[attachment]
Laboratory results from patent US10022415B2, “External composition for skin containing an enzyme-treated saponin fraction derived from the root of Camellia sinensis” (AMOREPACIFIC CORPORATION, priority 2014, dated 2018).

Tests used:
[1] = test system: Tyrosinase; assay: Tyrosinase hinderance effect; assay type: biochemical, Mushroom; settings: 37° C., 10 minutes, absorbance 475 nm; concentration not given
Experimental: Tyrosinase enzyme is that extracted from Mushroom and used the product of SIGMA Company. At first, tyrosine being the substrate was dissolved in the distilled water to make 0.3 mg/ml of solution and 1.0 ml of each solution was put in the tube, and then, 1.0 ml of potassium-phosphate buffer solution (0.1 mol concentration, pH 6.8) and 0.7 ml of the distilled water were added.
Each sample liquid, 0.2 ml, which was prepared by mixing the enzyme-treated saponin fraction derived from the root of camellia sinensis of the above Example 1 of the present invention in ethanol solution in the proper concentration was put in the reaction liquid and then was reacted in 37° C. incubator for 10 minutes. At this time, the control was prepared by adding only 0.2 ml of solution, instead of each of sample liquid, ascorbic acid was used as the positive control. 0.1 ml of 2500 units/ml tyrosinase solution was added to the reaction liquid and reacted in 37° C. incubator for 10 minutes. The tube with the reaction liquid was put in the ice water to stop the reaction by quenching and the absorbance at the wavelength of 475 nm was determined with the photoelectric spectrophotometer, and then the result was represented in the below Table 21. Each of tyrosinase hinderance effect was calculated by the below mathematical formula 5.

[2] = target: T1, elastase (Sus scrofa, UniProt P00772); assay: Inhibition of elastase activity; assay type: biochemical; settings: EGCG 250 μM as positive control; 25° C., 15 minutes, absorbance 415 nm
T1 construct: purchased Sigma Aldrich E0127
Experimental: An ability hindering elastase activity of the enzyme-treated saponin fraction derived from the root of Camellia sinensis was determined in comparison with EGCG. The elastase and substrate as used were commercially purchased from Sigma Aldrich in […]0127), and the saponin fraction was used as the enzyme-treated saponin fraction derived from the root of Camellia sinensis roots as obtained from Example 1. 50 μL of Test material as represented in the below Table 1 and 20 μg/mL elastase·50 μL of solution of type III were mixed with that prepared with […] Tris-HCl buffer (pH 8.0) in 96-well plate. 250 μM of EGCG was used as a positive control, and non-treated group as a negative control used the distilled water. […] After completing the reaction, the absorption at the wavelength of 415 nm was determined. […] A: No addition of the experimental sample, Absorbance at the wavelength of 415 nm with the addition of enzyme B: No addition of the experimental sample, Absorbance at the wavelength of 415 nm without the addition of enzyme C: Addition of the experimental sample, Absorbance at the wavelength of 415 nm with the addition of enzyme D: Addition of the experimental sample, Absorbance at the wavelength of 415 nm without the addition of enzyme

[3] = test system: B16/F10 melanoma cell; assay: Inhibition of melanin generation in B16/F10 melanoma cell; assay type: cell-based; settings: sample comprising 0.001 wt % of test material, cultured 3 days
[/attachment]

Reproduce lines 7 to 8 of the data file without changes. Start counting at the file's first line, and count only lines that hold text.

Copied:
T1 construct: purchased Sigma Aldrich E0127
Experimental: An ability hindering elastase activity of the enzyme-treated saponin fraction derived from the root of Camellia sinensis was determined in comparison with EGCG. The elastase and substrate as used were commercially purchased from Sigma Aldrich in […]0127), and the saponin fraction was used as the enzyme-treated saponin fraction derived from the root of Camellia sinensis roots as obtained from Example 1. 50 μL of Test material as represented in the below Table 1 and 20 μg/mL elastase·50 μL of solution of type III were mixed with that prepared with […] Tris-HCl buffer (pH 8.0) in 96-well plate. 250 μM of EGCG was used as a positive control, and non-treated group as a negative control used the distilled water. […] After completing the reaction, the absorption at the wavelength of 415 nm was determined. […] A: No addition of the experimental sample, Absorbance at the wavelength of 415 nm with the addition of enzyme B: No addition of the experimental sample, Absorbance at the wavelength of 415 nm without the addition of enzyme C: Addition of the experimental sample, Absorbance at the wavelength of 415 nm with the addition of enzyme D: Addition of the experimental sample, Absorbance at the wavelength of 415 nm without the addition of enzyme